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    Condominum expert witness Forensic architect expert witness Roofing membrane expert witness Fort Yukon Alaska Alaska Alaska, Alaska

    Alaska Builders Right To Repair Current Law Summary:

    Current Law Summary: HB151 limits the damages that can be awarded in a construction defect lawsuit to the actual cost of fixing the defect and other closely related costs such as reasonable temporary housing expenses during the repair of the defect, any reduction in market value cause by the defect, and reasonable and necessary attorney fees.


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    Construction Expert Witness Contractors Building Industry
    Association Directory
    Southern Southeast Alaska Building Industry Association
    Local # 0240
    PO Box 6291
    Ketchikan, AK 99901
    http://www.sealaskabuilders.com

    Northern Southeast Alaska Building Industry Association
    Local # 0225
    9085 Glacier Highway Ste 202
    Juneau, AK 99801
    http://www.seabia.com

    Kenai Peninsula Builders Association
    Local # 0233
    PO Box 1753
    Kenai, AK 99611
    http://www.kenaipeninsulabuilders.com

    Home Builders Association of Alaska
    Local # 0200
    8301 Schoon St Ste 200
    Anchorage, AK 99518
    http://www.buildersofalaska.com

    Home Builders Association of Anchorage
    Local # 0215
    8301 Schoon St Ste 200
    Anchorage, AK 99518
    http://www.buildersofalaska.com

    Mat-Su Home Builders Association
    Local # 0230
    609 S KNIK GOOSE BAY RD STE G
    Wasilla, AK 99654
    http://www.matsuhomebuilders.com

    Interior Alaska Builders Association
    Local # 0235
    938 Aspen Street
    Fairbanks, AK 99709
    http://www.InteriorABA.com


    Construction Expert Witness News and Information
    For Condominum expert witness Forensic architect expert witness Roofing membrane expert witness Fort Yukon Alaska Alaska Alaska Alaska

    DIR Reminds Public Works Contractors to Renew Registrations Before January 1, 2016 to Avoid Hefty Penalty

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    CONDOMINUM EXPERT WITNESS FORENSIC ARCHITECT EXPERT WITNESS ROOFING MEMBRANE EXPERT WITNESS FORT YUKON ALASKA ALASKA ALASKA ALASKA CONSTRUCTION EXPERT WITNESS
    DIRECTORY AND CAPABILITIES

    Through over four thousand construction defect and claims related expert designations, the Condominum expert witness Forensic architect expert witness Roofing membrane expert witness Fort Yukon Alaska Alaska Alaska, Alaska Construction Expert Directory delivers a wide range of trial support and consulting services to attorneys and construction practice groups concerned with construction defect, scheduling, and delay matters. BHA provides construction related consulting and expert witness support services to the nation's leading construction practice groups, Fortune 500 builders, general liability carriers, owners, as well as a variety of public entities. Employing in house resources which include licensed general and specialty contractors, consulting civil engineers, NCARB certified architects, roofing, and building envelope experts, the firm brings a wealth of experience and local capabilities to Condominum expert witness Forensic architect expert witness Roofing membrane expert witness Fort Yukon Alaska Alaska Alaska and the surrounding areas.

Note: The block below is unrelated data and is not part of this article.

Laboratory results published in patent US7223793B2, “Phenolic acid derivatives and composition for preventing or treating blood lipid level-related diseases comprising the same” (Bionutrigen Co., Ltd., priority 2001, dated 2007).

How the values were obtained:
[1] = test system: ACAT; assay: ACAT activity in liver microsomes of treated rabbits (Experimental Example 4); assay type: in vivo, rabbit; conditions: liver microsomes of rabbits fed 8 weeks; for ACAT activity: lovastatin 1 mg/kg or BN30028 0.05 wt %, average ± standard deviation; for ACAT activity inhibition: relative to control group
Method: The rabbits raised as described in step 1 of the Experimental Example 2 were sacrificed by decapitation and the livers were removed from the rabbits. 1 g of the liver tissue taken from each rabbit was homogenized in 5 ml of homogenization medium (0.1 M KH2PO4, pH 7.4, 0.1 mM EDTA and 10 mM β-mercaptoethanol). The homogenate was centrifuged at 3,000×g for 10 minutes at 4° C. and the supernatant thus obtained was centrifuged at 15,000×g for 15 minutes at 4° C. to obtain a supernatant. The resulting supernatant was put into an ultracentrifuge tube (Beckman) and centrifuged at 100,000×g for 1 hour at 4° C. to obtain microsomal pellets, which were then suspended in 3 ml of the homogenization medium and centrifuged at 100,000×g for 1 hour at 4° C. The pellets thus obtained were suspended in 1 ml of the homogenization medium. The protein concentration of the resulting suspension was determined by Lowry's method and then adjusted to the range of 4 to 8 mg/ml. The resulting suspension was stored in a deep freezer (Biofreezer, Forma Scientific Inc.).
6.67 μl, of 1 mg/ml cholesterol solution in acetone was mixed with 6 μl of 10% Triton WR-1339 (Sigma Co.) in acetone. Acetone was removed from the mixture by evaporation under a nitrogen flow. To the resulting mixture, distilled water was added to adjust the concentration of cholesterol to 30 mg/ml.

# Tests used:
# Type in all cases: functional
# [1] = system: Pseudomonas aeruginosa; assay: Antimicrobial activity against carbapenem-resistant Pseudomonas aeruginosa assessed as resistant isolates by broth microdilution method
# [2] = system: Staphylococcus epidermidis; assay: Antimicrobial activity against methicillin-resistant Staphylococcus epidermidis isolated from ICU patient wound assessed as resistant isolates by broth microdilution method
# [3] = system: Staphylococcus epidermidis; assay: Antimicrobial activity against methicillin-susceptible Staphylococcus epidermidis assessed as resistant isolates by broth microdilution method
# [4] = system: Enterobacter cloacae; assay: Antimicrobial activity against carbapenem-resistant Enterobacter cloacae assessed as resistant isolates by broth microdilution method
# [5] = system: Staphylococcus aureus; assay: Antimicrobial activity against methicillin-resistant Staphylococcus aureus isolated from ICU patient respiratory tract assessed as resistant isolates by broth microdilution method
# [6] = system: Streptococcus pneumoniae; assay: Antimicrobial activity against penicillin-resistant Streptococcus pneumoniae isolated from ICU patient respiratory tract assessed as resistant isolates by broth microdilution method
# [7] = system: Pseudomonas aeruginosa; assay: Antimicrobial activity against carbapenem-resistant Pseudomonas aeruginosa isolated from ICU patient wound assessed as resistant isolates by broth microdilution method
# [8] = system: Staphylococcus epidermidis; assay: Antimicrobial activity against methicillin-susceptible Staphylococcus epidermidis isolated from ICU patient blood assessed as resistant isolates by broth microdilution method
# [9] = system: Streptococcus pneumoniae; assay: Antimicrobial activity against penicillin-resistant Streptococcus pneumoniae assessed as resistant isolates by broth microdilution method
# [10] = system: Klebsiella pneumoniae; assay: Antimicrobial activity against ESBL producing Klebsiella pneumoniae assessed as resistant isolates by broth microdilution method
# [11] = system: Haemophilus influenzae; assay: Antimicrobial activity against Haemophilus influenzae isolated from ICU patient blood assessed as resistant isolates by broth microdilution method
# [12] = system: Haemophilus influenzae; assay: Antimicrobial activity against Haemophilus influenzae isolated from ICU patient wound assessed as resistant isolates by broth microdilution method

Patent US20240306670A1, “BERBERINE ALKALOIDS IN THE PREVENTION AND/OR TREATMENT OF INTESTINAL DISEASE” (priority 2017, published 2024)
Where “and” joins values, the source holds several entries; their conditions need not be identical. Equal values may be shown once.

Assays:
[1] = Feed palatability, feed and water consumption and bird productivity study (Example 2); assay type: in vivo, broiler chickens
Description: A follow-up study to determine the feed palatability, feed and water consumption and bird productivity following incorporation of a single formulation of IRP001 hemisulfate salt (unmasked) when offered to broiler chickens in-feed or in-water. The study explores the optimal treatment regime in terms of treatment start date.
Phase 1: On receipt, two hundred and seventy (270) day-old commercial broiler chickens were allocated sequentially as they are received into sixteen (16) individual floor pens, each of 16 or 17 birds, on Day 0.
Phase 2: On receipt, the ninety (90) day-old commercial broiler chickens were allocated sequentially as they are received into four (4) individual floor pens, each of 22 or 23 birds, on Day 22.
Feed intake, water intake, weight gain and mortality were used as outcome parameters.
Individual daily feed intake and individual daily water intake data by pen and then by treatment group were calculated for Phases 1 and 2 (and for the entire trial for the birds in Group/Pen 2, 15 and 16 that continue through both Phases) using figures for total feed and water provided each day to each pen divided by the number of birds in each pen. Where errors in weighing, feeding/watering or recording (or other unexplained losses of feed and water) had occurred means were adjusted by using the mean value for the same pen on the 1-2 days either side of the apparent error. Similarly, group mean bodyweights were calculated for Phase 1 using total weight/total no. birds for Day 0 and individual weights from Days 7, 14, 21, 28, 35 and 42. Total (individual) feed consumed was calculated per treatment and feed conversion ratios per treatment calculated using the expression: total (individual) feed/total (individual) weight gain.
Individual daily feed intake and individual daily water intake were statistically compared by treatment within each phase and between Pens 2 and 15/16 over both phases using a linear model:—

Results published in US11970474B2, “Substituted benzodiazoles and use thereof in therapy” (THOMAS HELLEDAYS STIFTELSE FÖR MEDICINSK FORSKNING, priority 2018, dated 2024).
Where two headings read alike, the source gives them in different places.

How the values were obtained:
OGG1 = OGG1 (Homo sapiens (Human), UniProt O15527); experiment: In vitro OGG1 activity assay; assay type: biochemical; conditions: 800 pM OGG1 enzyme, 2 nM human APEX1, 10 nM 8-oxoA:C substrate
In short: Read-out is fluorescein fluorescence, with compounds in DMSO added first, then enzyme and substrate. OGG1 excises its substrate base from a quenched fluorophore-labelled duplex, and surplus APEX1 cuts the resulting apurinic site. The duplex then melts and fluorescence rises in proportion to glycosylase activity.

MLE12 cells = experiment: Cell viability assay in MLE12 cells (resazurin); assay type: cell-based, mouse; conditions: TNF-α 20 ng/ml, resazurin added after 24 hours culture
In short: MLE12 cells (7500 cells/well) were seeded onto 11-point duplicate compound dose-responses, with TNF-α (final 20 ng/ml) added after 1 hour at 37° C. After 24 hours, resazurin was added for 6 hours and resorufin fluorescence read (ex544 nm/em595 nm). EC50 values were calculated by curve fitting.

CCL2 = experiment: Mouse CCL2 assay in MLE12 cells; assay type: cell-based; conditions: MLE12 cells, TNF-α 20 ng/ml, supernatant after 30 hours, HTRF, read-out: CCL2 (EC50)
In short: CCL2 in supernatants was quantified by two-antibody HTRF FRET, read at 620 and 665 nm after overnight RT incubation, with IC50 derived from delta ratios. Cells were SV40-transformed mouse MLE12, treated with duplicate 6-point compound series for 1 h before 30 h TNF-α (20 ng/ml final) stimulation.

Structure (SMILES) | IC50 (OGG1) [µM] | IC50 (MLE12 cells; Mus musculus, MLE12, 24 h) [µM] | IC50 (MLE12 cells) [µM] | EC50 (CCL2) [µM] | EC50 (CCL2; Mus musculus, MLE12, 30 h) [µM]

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    Spencer Mayer Receives Miami-Dade Bar Association's '40 Under 40' Award

    March 04, 2024 —
    Miami, Fla. (February 23, 2024) – Miami Associate Spencer Mayer received the 2024 Miami-Dade Bar Association Young Lawyers Section’s '40 under 40' Award at the association's annual "Miami Nights" event on February 22. Mr. Mayer serves on the Board of Directors of the Miami Dade Bar Association’s Young Lawyers Section. Lewis Brisbois was a proud sponsor of this event, which raised funds for the organization's community service initiatives and pro bono programming. Mr. Mayer is a member of the General Liability Practice. His practice focuses on all aspects of civil litigation, including complex commercial litigation, products liability, premises liability, wrongful death, catastrophic injury, and insurance coverage. Read the full story...
    Reprinted courtesy of Lewis Brisbois

    Illinois Joins the Pack on Defective Construction as an Occurrence

    December 16, 2023 —